Melodic, Rhythmic, and Kinesthetic Evidence of Infant Music Syntax Acquisition: A Naturalistic Case Investigation
Abstract: Though human music perception begins in utero (Lecanuer, 1996) and humans are capable of detecting minute differences in tonal and rhythm patterns, melodic contours, and phrase structures during infancy, (Krumhansl & Jusczyk, 1990; Trehub, Bull, & Thorpe, 1984; Trehub, Thorpe & Trainor, 1990), little objective evidence exists regarding how humans use music perception for music syntax acquisition in naturalistic environments (Hicks, 1993; Holohan, 1987; Reynold, 1995). The purpose of the research project is to investigate a 6-month-old infant’s melodic, rhythmic, and kinesthetic responses within a 3-month period during 10 music play sessions at home. The video clips of the child’s musical responses will be coded using a video analysis software, Scribe 4.0. Behavior patterns will be color-coded by categories of tonal patterns, rhythm patterns, melodic patterns, song, movement, and rhythm chant. Results will be analyzed to determine if there are trends across the ten music play sessions. Discussion of the findings, as well as recommendations for future research directions will be stipulated at the end of the research project.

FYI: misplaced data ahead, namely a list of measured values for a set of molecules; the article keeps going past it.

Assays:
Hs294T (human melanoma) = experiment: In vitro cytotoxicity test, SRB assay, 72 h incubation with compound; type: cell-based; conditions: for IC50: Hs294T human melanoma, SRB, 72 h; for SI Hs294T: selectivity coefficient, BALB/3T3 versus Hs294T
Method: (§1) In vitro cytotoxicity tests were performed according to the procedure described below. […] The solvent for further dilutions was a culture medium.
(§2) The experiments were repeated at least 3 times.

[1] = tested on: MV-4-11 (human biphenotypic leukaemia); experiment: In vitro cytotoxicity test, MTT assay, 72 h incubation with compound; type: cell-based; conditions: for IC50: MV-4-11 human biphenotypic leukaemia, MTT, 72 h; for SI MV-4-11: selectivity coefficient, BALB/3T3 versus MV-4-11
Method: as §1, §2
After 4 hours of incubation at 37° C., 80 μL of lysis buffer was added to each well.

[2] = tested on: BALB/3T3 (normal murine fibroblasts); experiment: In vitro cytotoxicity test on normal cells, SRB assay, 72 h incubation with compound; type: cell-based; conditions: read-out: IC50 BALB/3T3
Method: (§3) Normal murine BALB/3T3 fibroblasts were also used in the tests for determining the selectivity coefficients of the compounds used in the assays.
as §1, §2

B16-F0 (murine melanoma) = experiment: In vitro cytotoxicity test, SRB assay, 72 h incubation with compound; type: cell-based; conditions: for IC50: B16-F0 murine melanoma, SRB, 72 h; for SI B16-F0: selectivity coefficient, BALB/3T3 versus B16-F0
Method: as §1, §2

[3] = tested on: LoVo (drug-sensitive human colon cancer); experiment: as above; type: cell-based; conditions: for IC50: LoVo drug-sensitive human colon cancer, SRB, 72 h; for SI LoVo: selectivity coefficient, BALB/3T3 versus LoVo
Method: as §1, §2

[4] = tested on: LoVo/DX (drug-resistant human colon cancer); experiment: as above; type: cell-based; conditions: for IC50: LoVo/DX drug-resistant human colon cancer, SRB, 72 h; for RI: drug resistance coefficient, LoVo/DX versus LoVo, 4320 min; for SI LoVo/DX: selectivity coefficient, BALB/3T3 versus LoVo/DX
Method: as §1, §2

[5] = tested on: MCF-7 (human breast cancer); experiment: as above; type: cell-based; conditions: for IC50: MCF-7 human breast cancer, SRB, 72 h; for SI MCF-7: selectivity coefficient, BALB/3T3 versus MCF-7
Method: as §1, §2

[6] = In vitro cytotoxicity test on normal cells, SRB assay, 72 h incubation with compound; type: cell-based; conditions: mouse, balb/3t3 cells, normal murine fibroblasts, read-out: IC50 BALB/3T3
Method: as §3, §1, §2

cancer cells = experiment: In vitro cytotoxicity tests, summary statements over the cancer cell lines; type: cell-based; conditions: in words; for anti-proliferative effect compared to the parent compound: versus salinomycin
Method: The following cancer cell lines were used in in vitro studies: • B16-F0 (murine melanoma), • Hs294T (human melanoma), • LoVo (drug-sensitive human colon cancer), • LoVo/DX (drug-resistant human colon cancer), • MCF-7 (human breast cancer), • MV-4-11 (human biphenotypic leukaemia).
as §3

Dr. Catherine Tu*, Amanda DeFrees, Pamela Lopez, Liana Rekward, Colin Rusling, Brenda Hernandez
Judging Forms – Official judges only